Less than nine months from Benny’s debut on CBS, Paley managed to lure other comedians from NBC to CBS: George Burns and Gracie Allen, Bing Crosby (both premiered on CBS on the evening of September 21, 1949), Edgar Bergen, Red Skelton (both October 2), and Horace Heidt (September 4). Bergen was a television enthusiast for years, understanding that his act worked best visually, and devoted considerable time during his temporary “retirement” to filming two television pilots, which he bankrolled himself. His television debut was on Thanksgiving 1950, weeks after he made his CBS radio debut. The pilot was produced by Bergen himself, of which 30,000 feet of film was shot – 27,000 feet ended up on the cutting room floor. Bergen understood the risks involved, having to compete against Paul Winchell who beat Bergen to the punch on television, and was willing to take a financial loss on the pilot in an effort to make a big impression with the network. (Footage that remained from the cutting room floor was later edited into a second proposed pilot. Coca Cola bankrolled part of the budget.)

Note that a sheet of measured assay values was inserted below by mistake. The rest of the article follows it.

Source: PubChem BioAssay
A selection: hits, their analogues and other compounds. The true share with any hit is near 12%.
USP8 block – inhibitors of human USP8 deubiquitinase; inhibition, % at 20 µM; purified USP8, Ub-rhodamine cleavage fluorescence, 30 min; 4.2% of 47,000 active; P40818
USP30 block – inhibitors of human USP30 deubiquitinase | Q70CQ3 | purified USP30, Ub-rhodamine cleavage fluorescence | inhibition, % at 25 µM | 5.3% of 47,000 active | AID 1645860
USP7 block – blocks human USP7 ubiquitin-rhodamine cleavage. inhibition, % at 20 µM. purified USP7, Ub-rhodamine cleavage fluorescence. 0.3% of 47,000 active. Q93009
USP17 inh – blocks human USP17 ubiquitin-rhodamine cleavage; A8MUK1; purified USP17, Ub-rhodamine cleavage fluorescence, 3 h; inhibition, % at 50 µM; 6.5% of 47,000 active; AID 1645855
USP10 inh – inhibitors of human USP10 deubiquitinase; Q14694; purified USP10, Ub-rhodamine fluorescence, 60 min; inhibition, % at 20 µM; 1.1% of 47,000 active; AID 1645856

During the summer of 1949, Paley was reported making overtures to Al Jolson into the Columbia fold. Paley was hot after the singer after the theatrical release of The Jolson Story (1946) but the singer was grabbed by Kraft and NBC. With a client interested, stemming from the anticipated success of Jolson’s new pic, Jolson Sings Again (1949), it was Paley’s hope to succeed where he lost two years prior. “Already raising its arm as the Champ of the Year in gross time sales, CBS has demonstrated how money and shrewd business acumen can parlay a network into No. 1 position,” wrote George Rosen in Variety. “NBC’s loss of major accounts and top stars to CBS is already reflected in the comparative billings – this year vs. last year – and in the amount of good time available and client who’s interested.” NBC continued to create in-house programs, co-owned by the network, including Dangerous Assignment, Dimension X and The Big Show -- the latter of which (don't let anyone tell you otherwise) was created solely to kill Jack Benny's career for switching networks.